Domestic Surveillance

    The main benefit of a Paul presidency is that we will finally have this battle, and hopefully draw some clear lines on what the government can and can’t do without a warrant.

    • #13
  14. DocJay Inactive
    DocJay
    @DocJay

    Love the man. He’s a hero to me on many levels. He puts a lot of thought in to his ideas and listens to people.
    He can’t win though , only a stooge or a crook can win now. Lets hope it’s our stooge or crook this time.
    His ideas are worthy of a decent people and a decent society. I wish he was our president.

    • #14
  15. Aaron Miller Member
    Aaron Miller
    @AaronMiller

    Fred Cole:

    Frozen Chosen:“an America where criminal justice is applied equally and any law that disproportionately incarcerates people of color is repealed”

    What if “people of color” break that law more than pale people? Is he saying we should repeal laws against murder? [….]

    No. He’s not talking about laws against murder.

    Of course not. FC’s example was rhetorical. But it shows what a worthless qualification racial proportionality is. It shows that Rand Paul’s position is either poorly thought out or (more likely) an attempt to buy votes.

    • #15
  16. Aaron Miller Member
    Aaron Miller
    @AaronMiller

    I generally agree with Frank Soto, though I give Rand Paul credit for making more significant proposals than most candidates will likely offer.

    Just two proposals, very simple in design but extremely difficult to achieve politically, could fundamentally turn America back toward the Founders’ vision: replace the national income tax with a flat tax (starving the Leviathan) and eliminate the Department of Education.

    Neither will happen, of course. But if all Republicans can offer is to tread water until the Democrats regain control, then we might as well fantasize.

    I do believe Congressional term limits would be significantly beneficial, though.

    • #16
  17. Tuck Inactive
    Tuck
    @Tuck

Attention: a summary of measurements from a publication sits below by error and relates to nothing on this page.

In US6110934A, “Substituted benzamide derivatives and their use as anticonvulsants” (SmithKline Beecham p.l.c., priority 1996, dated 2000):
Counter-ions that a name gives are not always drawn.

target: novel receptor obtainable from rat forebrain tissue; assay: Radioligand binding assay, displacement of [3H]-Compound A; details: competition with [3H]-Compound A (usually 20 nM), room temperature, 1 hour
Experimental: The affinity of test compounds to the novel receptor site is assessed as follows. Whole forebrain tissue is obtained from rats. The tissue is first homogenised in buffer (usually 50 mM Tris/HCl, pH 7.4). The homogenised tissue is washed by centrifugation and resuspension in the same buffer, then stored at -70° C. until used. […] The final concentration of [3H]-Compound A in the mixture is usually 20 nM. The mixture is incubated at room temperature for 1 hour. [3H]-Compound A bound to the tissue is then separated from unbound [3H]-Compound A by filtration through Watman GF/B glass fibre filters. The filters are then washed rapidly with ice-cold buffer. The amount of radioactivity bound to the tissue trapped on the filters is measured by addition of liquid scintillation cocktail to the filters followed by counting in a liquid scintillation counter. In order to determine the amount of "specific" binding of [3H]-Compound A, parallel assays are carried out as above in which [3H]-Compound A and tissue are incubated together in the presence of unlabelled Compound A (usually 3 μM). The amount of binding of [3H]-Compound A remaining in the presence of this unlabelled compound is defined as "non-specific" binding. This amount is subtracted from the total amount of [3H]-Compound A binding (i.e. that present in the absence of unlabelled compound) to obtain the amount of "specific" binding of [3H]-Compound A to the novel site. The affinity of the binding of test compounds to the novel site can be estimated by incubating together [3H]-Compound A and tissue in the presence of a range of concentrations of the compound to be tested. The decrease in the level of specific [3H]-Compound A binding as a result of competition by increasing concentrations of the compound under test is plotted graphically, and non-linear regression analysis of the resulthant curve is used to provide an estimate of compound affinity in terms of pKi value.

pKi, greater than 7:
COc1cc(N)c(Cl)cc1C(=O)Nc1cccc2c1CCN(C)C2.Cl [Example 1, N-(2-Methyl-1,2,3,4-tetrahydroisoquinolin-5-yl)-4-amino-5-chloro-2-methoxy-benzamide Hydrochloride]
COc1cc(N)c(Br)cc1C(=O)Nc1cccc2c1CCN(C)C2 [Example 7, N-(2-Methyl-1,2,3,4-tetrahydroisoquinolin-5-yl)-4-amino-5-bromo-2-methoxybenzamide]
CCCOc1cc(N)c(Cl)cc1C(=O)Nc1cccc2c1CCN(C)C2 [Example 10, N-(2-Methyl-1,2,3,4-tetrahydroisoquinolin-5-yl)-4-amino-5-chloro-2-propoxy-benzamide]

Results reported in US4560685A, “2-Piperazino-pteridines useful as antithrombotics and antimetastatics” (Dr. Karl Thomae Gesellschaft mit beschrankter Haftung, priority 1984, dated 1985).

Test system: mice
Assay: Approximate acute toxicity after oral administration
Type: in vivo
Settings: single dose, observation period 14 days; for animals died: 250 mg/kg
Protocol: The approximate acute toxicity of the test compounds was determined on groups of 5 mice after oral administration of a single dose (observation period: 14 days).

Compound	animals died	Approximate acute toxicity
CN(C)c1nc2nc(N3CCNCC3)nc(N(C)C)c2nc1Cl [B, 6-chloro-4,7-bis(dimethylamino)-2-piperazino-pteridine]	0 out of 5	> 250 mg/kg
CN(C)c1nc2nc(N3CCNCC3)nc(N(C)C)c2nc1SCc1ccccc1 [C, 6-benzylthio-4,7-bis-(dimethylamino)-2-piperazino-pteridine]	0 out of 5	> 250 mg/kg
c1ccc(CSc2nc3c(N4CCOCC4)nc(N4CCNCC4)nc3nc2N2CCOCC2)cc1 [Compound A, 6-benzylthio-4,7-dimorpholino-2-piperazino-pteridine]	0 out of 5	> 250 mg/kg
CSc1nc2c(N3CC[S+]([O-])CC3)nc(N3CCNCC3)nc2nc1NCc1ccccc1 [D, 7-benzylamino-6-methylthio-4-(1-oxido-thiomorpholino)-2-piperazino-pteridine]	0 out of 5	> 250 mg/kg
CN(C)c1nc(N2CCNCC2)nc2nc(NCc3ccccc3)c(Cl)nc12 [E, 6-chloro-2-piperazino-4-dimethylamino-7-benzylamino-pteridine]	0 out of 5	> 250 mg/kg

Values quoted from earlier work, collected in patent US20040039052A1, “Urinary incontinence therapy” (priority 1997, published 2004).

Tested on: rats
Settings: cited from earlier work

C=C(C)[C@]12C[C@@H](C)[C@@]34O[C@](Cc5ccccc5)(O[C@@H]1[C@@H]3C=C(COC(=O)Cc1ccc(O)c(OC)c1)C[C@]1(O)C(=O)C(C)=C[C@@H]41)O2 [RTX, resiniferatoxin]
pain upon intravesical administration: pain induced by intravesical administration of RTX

Aaron Miller:…I do believe Congressional term limits would be significantly beneficial, though.

    It would probably require a Constitutional Amendment however, given current Supreme Court precedents.

    I’m more partial to smaller, but, I think, more impactful changes, like a national right-to-work law along the lines of what Walker did in Wisconsin.

    • #17
  18. Frank Soto Contributor
    Frank Soto
    @FrankSoto

    Aaron Miller:I do believe Congressional term limits would be significantly beneficial, though.

    For every Lindsay Graham you lose, you also lose a Tom Cotton eventually.  On net I don’t see much benefit.

    • #18
  19. MarciN Member
    MarciN
    @MarciN

    Fred Cole:

    MarciN: How about a length limit on the bills? Seriously.

    A few months ago, I would’ve agreed with you about this.

    James of England makes the argument (and I’ll make sure he shows up and does it in person here, so I’m not short-changing him) that there’s more tyranny to be had in short bills than longer ones.

    Basically longer bills spell more things out. This means this. That means that. This authority is this and not that. With shorter bills, it’s nebulous, which can be taken by the administrative state as license to reach wider.

    I’m not sure I buy it, but the argument gave me pause. The other thing is that with longer bills, its easier to hide mischief. Which I think is what you’re getting at.

    Your last paragraph: Yes.

    I am a fan of GW, and so I always tended to try to see if he had a reason for doing what he did. A slippery slope of my own making. But I remember when he passed a harmful bankruptcy bill that the credit card companies and banks had been trying to get through for a decade. It surprised me because the bill was so punitive and its effects on individuals were long-lasting. GW was a everyone-gets-a-second-chance type of guy, so I was puzzled. When the bill passed, he said it contained a clause that enabled the government to attach the paychecks of fathers who had gone missing from their children’s financial lives. Abandoned families was a big deal to GW.  He even tried to start a marriage-helping branch of the government because, he said, the moms need someone. They can’t do this alone. A noble intent.